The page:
Almost two years ago, we were among the first to experience long table dining at the newly opened Fat Pig Farm, run by Matthew Evans and Sadie Chrestman, at a local business dinner organised by the Kingborough & Huon Community Enterprise Centre (KHBEC). Last week we were back, for another KHBEC dinner. Paddock to plate has become a cliche these days, but you can see it with your own eyes at Fat Pig Farm. Sadie told us about the philosophy of Fat Pig Farm. It's about a moment in time: the produce harvested and cooked that day is different from any other day. It's also about community: the local producers, growers, winemakers and staff who share a love of real food, as well as the people who come together at the table to eat it. The meal was truly special, from the lemon and ginger hot toddy served on arrival to individual desserts served in glasses to make standing up and networking easy. The Fat Pig Farm team knows how to cater, that's for sure. David and I have wanted to visit for a Friday Feast for ages. We've held out, thinking that friends or family visiting from the mainland might be keen to join us, but to no avail. We'll just have to book it in for ourselves sometime.
Saturday, November 3, 2018
Monday, October 29, 2018
The chooks dig holes in the dirt anywhere they find a nice dry spot to bathe in. They writhe and wriggle around, it's quite comical to watch. Chickens use a dust bath to absorb excess oil and moisture and prevent parasites such as lice and mites from taking hold in their feathers and legs. This pair found the remnants of a bonfire in our front paddock and thought the ashes would do very nicely as a dust bath, thank you.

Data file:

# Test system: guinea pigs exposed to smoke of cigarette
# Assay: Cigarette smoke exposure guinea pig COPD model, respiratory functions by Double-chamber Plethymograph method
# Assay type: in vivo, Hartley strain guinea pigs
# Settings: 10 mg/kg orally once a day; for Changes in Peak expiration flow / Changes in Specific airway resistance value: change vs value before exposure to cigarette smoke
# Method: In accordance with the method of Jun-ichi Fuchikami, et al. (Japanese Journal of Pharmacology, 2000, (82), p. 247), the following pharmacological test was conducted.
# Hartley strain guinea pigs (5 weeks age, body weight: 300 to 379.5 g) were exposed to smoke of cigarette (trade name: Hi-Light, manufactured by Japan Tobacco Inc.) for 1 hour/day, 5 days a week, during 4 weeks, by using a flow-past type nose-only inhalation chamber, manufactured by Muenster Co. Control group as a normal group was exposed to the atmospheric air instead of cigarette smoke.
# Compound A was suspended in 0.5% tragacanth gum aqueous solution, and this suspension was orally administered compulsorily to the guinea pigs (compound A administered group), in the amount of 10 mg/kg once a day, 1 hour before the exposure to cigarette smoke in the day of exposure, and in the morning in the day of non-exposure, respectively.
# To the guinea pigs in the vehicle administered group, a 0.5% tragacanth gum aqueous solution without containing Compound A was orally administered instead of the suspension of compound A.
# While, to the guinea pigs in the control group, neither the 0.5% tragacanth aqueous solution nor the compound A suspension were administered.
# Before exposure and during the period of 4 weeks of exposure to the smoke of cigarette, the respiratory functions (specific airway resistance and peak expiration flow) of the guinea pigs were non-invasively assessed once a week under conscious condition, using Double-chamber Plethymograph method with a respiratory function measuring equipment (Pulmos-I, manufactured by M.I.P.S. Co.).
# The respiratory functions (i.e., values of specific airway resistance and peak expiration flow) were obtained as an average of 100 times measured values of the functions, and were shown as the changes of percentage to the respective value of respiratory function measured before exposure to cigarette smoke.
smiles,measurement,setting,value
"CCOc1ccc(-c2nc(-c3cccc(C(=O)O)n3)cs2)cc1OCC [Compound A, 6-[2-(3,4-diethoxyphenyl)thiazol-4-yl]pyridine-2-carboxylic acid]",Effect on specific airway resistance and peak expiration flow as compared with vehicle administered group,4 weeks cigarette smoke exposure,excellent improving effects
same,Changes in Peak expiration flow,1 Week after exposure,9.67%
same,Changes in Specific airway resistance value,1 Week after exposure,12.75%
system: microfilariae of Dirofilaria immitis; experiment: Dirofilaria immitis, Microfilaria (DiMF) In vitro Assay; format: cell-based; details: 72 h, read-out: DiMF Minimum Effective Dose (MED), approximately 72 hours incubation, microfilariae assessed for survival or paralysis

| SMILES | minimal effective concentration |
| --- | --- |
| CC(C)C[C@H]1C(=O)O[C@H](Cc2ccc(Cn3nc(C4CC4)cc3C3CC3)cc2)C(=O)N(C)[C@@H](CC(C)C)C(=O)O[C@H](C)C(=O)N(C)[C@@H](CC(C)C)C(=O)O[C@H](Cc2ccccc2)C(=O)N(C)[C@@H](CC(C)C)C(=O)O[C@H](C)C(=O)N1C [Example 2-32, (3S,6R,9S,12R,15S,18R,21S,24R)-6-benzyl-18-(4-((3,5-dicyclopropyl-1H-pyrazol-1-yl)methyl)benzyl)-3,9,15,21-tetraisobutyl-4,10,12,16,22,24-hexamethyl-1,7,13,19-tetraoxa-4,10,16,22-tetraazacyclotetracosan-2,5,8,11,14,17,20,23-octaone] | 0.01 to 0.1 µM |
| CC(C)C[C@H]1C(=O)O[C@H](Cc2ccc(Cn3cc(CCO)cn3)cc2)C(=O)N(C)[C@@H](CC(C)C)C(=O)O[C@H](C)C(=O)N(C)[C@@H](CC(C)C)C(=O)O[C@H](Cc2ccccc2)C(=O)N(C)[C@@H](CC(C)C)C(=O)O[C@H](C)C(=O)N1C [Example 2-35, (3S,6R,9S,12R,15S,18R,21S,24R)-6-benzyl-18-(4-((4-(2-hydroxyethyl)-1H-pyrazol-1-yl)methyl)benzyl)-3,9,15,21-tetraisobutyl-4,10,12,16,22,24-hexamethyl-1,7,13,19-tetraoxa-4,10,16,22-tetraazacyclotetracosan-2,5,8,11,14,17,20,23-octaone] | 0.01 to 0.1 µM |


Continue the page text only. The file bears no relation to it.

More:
Sunday, October 14, 2018
The flannelette sheets are gone from the bed. We're wearing fewer layers of clothing - no more "double pants", as we call it when you wear tights or thermals under your trousers. No more puffy jackets. The sunny days have been perfect for getting outdoors. We've had to start watering in the garden again, which I kind of enjoy doing in the longer evenings after dinner. Yesterday, we were able to tick a job off the list that required a dry and sunny weekend: staining the chook shed to protect the wood from the elements.
Tuesday, October 9, 2018
Another Oktober, another fest at our place. Cases of German beer, pretzels from the Brezel Backerei in Sandy Bay, bratwurst and weisswurst from Ziggy's, home made cucumber salad, braised red cabbage and apricot streuselkuchen with cream, of course. Friends brought delicious potato salad and sauerkraut, and gorgeous individual apple strudels. So many of my favourite things in one day! This year, we were blessed with perfect spring weather. We invited everyone to get into the spirit with Bavarian costumes and it was brilliant to see the effort people went to. Too much fun! And even the preparation and clean up was fun, thanks to friends from Sydney who stayed the weekend and helped with everything. When you can't be at the real thing in Munich, this sure comes a close second.
Monday, October 8, 2018
One morning last week I checked the nest box in the chook shed when I went to let the girls out for the day, and found a teeny tiny little egg in the straw. It looks like a classic brown speckled Barnevelder egg, only smaller than a quail egg! Turned to Google and discovered it's a common occurrence called a "fairy egg", or its less attractive name, a "fart egg". When young pullets first start laying, their first few eggs are often small, but not this small... apparently, it's due to some kind of disturbance in the hen's reproductive system, disruption to their normal routine or stress.